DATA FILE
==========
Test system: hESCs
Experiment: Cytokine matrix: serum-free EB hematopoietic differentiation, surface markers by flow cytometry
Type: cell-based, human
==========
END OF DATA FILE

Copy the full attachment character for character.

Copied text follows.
Test system: hESCs
Experiment: Cytokine matrix: serum-free EB hematopoietic differentiation, surface markers by flow cytometry
Type: cell-based, human